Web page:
Quick answer
"Coped" is a form of "cope", an intransitive verb which is often translated as "aguantar". Learn more about "cope" below.
An intransitive verb is one that does not require a direct object (e.g. The man sneezed.).
1. (to deal with problems; used without preposition)
a. aguantar
I can't cope anymore.Ya no aguanto más.
b. arreglárselas
You're only a kid. What makes you think you can cope on your own?Solo eres un niño. ¿Qué te hace pensar que puedes arreglártelas solo?
c. defenderse
I am the right candidate because I can cope well under pressure.Soy el candidato ideal porque me defiendo bien bajo presión.
2. (to deal with problems; used with "with")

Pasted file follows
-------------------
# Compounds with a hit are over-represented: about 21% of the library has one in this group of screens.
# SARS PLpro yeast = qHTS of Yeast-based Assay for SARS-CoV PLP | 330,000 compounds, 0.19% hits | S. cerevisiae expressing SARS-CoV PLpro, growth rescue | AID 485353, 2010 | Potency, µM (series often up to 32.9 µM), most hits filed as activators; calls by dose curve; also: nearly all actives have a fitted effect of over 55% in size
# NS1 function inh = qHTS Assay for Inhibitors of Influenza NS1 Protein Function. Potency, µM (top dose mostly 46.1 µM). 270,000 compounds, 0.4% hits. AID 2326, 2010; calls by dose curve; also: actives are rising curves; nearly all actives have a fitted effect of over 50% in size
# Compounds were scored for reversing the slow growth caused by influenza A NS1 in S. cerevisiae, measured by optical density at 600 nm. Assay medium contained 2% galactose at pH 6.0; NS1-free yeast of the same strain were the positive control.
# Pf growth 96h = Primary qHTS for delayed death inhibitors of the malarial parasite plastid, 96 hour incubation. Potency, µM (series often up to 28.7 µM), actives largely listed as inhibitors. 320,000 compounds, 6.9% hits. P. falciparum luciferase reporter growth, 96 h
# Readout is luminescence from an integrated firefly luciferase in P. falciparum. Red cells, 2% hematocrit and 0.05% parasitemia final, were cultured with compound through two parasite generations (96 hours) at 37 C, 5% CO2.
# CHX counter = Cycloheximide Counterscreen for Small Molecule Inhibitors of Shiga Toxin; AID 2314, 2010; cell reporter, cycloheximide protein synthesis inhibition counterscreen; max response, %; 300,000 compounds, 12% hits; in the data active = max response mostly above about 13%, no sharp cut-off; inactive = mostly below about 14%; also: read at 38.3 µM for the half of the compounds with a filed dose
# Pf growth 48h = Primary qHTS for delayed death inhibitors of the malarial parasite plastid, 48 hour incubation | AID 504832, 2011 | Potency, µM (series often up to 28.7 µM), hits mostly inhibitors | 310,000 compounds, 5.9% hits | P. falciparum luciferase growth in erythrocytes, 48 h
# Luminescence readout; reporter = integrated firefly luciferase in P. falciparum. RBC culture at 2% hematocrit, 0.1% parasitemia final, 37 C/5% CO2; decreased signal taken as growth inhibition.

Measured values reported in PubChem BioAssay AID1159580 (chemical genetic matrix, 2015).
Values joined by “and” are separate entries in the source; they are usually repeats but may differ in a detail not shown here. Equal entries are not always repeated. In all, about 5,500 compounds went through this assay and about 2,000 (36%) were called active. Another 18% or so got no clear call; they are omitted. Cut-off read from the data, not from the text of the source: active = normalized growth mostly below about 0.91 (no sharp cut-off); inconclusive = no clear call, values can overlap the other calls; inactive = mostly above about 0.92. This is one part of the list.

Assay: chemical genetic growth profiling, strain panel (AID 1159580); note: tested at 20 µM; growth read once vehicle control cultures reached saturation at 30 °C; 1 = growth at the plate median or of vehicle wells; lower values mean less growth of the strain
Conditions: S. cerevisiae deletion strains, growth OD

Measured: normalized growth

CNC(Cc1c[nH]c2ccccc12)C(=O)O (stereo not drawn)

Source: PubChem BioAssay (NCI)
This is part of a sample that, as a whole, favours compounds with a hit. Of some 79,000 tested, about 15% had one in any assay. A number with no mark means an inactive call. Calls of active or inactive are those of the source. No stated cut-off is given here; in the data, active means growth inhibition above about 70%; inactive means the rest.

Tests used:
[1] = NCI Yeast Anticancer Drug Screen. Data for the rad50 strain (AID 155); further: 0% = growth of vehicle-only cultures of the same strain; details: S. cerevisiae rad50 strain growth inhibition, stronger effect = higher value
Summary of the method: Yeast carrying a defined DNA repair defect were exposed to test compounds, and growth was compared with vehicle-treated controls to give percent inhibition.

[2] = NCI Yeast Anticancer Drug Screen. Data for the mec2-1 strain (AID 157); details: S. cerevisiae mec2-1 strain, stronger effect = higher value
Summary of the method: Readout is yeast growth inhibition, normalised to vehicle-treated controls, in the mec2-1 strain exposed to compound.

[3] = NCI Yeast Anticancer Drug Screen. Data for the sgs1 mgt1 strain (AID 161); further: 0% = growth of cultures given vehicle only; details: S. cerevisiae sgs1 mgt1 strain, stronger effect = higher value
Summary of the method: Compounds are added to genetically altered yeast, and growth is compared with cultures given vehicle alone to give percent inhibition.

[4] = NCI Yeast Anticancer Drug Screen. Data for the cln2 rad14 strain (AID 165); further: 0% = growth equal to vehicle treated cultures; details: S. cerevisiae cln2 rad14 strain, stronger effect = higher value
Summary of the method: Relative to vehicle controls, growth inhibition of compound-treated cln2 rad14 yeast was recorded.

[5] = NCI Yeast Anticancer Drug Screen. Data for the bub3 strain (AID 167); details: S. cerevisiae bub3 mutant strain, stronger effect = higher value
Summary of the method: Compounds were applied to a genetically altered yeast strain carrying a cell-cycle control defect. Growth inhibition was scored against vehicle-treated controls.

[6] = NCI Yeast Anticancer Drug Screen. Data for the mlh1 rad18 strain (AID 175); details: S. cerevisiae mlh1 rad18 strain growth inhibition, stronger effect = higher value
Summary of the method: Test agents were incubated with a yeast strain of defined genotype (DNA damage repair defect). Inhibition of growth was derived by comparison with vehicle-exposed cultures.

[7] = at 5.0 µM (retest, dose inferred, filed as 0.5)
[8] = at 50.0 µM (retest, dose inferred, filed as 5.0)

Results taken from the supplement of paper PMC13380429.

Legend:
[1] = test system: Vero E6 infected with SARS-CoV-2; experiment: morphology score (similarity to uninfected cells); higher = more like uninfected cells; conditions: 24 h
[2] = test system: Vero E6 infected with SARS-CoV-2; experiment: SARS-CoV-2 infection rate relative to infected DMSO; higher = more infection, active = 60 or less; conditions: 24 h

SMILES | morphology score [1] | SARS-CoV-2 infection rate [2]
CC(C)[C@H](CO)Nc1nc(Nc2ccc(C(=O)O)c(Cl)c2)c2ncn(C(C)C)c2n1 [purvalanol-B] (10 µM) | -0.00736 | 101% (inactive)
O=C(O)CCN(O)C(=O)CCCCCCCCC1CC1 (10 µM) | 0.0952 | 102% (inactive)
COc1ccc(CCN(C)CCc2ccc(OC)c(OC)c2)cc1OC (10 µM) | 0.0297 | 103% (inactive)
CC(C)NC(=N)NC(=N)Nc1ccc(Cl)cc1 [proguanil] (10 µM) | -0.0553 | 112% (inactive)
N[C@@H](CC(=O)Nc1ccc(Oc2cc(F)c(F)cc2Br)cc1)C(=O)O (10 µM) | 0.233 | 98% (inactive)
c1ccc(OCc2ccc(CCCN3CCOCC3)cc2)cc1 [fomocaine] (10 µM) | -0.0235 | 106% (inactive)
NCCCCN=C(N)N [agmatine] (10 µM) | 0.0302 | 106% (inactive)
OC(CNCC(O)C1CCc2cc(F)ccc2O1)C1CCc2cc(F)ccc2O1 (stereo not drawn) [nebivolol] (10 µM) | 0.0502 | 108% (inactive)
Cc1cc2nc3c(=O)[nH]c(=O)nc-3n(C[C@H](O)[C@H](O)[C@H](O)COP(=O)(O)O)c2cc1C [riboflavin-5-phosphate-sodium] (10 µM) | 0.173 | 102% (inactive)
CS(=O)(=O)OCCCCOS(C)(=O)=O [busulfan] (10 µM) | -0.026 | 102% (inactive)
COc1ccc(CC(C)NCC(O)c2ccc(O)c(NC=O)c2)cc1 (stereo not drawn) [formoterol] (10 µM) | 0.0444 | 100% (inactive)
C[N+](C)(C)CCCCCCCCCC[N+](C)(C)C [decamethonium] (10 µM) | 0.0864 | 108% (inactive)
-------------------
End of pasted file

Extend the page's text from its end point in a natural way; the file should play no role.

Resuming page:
a. aguantar
She quit competing because she couldn't cope with the pressure of winning.Dejó de competir porque no aguantaba la presión de ganar.
b. arreglárselas con
How are you coping with the house and the twins?¿Cómo te las arreglas con la casa y los gemelos?
c. sobrellevar
He can't cope with depression without medication.No puede sobrellevar la depresión sin medicamentos.
d. hacer frente a
I'm stressed because I cannot cope with the workload.Estoy estresada porque no puedo hacer frente a la carga de trabajo.
A noun is a word referring to a person, animal, place, thing, feeling or idea (e.g. man, dog, house).
3. (religious)
a. la capa pluvial
(f) means that a noun is feminine. Spanish nouns have a gender, which is either feminine (like la mujer or la luna) or masculine (like el hombre or el sol).
All the priests who officiated wore copes.Todos los sacerdotes que oficiaron vestían capas pluviales.
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